In surgery specifically we are seeing this with regards to minimally invasive surgery. Robotic surgery programs are cropping up in academic centers across the country. NOTES (natural orifice transendoscopic surgery, i.e. "incisionless" surgery) has captured the attention of some surgeons and just recently, the Natural Orifice Surgery Consortium for Assessment and Research (NOSCAR) announced that the first multicenter human trial on incisionless gallbladder surgery has been approved. These developments, although exciting, are not cheap to implement (especially the million dollar Davinci robotic system).
But an important consideration is omitted when enthusiasm builds for these newer surgical techniques. What value do patients derive from these innovations?
Gallbladder surgery used to require an unsightly slash incision under your right ribcage. Most people would be kept in the hospital for 3-5 days. Pain was not insignificant. People would be off work for 4-6 weeks sometimes. Complications such as wound infections and hernias occured in perhaps 10% of cases. The laparoscopic innovation completely altered this paradigm. Nowadays, patients are discharged from the hospital on the same day. Incisions are neatly hidden in the belly button. Activity is resumed as soon as possible. Pain is negligible after a few days. In this case, the innovation has inarguably justified its increased cost.
But what do you get for your incisionless cholecystectomy? You go home....maybe on the same day (but doubtful, at least at first, given how most surgeons tend to be pretty conservative when early on the learning curve). Pain perhaps could be incrementally less (proven via complicated calculus equations using some contrived Patient Vitality Pain Survey as the "data"). But hey! No incision! Looky! See how your tiny barely noticeable incisions from your primitive lap chole totally stand out and make you look hideously ugly compared to me!
The current market creates strong incentives for people to develop “better and more expensive” methods of treatment, but almost no incentive to develop “as good but cheaper” methods of treatment. Both kinds of innovation, however, are extremely valuable. The world’s resources are limited, and the development of cheaper methods of treatment would allow for more overall treatment and thus better outcomes.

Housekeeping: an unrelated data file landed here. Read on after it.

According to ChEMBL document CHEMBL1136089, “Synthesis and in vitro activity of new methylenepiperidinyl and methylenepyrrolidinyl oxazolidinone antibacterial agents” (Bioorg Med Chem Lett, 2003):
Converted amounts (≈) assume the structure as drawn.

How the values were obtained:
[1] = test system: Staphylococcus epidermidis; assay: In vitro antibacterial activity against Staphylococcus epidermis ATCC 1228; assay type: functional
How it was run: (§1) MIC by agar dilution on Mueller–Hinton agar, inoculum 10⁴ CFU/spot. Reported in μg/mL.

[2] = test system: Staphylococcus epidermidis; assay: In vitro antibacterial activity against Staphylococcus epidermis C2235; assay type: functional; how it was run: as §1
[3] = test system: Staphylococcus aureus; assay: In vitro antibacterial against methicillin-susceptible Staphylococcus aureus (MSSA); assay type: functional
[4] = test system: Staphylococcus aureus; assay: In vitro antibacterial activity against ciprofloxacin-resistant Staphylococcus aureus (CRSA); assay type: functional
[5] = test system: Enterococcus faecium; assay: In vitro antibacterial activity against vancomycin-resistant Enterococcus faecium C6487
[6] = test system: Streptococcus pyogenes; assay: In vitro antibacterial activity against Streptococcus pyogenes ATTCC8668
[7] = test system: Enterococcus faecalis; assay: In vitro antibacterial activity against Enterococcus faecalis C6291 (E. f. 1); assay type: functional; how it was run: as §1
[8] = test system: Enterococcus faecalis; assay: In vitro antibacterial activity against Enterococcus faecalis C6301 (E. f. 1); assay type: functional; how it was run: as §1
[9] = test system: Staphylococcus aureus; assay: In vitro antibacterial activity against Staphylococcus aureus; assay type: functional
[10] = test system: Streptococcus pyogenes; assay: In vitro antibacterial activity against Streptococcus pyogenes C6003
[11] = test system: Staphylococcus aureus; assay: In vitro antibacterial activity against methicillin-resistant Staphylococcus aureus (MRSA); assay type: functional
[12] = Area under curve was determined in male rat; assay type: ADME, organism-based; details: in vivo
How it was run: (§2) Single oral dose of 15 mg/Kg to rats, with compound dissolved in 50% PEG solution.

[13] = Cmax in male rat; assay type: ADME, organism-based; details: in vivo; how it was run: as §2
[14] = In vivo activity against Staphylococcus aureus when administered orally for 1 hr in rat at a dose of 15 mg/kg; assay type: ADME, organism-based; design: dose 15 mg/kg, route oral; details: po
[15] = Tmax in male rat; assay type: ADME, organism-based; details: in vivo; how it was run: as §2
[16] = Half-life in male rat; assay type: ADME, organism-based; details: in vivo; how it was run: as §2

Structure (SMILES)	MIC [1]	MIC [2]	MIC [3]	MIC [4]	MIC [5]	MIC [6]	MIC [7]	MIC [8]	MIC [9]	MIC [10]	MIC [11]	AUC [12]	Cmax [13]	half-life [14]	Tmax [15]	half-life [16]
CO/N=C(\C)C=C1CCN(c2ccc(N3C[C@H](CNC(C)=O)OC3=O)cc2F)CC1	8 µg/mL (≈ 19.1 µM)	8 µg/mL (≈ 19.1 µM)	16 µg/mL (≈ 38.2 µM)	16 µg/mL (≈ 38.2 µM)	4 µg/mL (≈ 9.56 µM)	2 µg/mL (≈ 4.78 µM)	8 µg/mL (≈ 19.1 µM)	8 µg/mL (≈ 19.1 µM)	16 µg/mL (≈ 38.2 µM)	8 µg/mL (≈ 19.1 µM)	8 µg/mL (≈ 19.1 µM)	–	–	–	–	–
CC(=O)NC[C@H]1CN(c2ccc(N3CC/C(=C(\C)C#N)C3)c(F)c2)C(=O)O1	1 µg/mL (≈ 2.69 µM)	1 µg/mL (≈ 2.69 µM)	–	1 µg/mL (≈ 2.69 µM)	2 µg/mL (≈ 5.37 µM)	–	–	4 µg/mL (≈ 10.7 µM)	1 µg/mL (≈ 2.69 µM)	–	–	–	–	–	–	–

He's absolutely right. At some point in time (like when health care in America isn't in full crisis mode) it may be advisable, even desirable, to see innovations like NOTES and robotic surgery gather momentum as acceptable alternatives to the standard of care. But we aren't there yet. And it isn't just medicine. There are lots of worthy scientific advances that lay dormant due to financial considerations. The United States certainly has the wherewithal and technical expertise right now to make a manned space flight to Mars. But the cost of such a noble endeavour would bankrupt us.
The old surgeon's adage of "the enemy of good is better" is apropos here. American surgery operates pretty well as is. If we temporarily abandon costly innovations that provide only subtle benefit, I think we'll nevertheless be all right. It's not like we'll suddenly revert to the days of the surgeon-barber slapping an ether soaked rag over your face while he unsheathes his cleaver.
Predictably Irrational (Arieley) has an interesting section that talks about how "market value" comes about: through comparison and "in the eye of the beholder."
If we keep on seeing health care as a "market," precisely as industries see it, it would be very unlikely for us to escape such fallacy.
The robotic surgery is not without its own problems - especially in patients who have underlying comorbidities and cannot tolerate the extremem trendelenberg required. Have seen a patient arrest from the strain placed on their heart and a trip to the ICU followed. I'm not sold on the robotic surgery, but we have a residency program in my institution that does almost all of a particular surgery with this. It doesn't seem to make much difference and, like noted above, can actually be more problematic because of positioning requirements.
i think Single Incision Lap Surgery (SILS) should instead be the way to go. The incision is neatly hidden at the umbilicus and you achieve greater visualisation and control during the operation.
Of course no one probably imagined the varied uses that a good surgeon can do with 3 lap incisions on the belly when it was first invented. All major changes start somewhere and while I agree that converting lap choles to nonincision choles are probably not going to make a real difference robot guided vessel repairs, lymph node dissections, etc. all hold a lot of promise for improvement
Couldn't agree more. I am a gynecologist (15 yrs out of residency) now asked to learn robotic surgery.
I know of no reputable non-proprietary study that shows significantly improved results with robotic surgery, yet we are inundated with patient requests for it due presumably to an active marketing campaign by the manufacturer of the robot.
A recent CNN story shows a guy riding a bike who says he wanted this type of prostatectomy, which costs more than double the standard surgery, because he wanted to ride his bike a couple weeks earlier!
Now, maybe two weeks of bike riding is worth $10,000, but we should at least pause and stop wondering why health care costs are rising so dramatically. In the CNN story, the quote by the urologist at the University of Kansas: "no evidence that robotic surgery is better." I guess the Intuitive Surgical, Inc. marketing representative hasn't taken him out to dinner yet!
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